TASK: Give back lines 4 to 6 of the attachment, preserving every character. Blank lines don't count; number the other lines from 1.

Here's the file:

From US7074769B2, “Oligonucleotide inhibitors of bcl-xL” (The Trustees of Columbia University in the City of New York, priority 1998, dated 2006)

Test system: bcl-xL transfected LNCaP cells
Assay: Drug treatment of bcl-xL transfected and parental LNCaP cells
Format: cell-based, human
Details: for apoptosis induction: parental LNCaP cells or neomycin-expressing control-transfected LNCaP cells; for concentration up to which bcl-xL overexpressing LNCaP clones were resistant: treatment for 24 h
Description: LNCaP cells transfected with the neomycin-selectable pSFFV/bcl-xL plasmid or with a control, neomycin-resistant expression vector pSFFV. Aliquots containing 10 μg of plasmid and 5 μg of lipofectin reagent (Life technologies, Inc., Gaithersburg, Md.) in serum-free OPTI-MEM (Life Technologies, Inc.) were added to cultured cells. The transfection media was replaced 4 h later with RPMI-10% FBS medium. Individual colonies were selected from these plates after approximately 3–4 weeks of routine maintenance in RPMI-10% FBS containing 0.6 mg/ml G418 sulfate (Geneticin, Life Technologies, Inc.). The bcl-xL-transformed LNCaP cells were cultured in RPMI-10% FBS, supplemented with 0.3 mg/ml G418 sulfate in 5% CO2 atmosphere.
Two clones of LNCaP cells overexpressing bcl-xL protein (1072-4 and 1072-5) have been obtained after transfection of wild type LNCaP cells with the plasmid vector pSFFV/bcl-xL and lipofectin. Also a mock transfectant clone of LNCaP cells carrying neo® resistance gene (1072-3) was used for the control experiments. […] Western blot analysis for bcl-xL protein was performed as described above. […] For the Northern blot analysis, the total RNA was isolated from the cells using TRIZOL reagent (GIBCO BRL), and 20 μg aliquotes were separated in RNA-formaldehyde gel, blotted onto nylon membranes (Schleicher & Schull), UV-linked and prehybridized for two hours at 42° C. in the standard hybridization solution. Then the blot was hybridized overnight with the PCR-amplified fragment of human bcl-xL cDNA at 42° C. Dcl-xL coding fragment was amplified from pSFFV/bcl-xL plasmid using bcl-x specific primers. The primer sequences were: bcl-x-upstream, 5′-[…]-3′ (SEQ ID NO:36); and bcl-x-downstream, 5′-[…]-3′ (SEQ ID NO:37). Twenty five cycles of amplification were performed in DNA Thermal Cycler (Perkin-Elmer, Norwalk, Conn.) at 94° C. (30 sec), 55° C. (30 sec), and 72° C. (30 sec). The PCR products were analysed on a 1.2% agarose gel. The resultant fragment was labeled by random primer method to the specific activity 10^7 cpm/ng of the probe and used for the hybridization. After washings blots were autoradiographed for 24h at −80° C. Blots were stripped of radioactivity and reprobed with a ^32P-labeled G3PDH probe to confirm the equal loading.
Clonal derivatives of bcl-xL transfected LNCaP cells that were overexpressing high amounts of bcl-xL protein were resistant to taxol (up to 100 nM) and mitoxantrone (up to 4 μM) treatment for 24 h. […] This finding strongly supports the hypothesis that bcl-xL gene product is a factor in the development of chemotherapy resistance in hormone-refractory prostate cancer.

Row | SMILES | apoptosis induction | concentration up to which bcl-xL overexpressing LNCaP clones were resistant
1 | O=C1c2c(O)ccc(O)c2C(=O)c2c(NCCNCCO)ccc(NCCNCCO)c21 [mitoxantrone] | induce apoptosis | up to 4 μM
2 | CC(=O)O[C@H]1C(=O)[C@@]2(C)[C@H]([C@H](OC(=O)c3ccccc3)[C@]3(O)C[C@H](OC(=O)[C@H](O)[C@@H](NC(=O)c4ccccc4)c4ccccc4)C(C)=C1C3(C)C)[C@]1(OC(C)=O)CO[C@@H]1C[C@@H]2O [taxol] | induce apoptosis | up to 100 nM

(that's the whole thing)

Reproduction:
Format: cell-based, human
Details: for apoptosis induction: parental LNCaP cells or neomycin-expressing control-transfected LNCaP cells; for concentration up to which bcl-xL overexpressing LNCaP clones were resistant: treatment for 24 h
Description: LNCaP cells transfected with the neomycin-selectable pSFFV/bcl-xL plasmid or with a control, neomycin-resistant expression vector pSFFV. Aliquots containing 10 μg of plasmid and 5 μg of lipofectin reagent (Life technologies, Inc., Gaithersburg, Md.) in serum-free OPTI-MEM (Life Technologies, Inc.) were added to cultured cells. The transfection media was replaced 4 h later with RPMI-10% FBS medium. Individual colonies were selected from these plates after approximately 3–4 weeks of routine maintenance in RPMI-10% FBS containing 0.6 mg/ml G418 sulfate (Geneticin, Life Technologies, Inc.). The bcl-xL-transformed LNCaP cells were cultured in RPMI-10% FBS, supplemented with 0.3 mg/ml G418 sulfate in 5% CO2 atmosphere.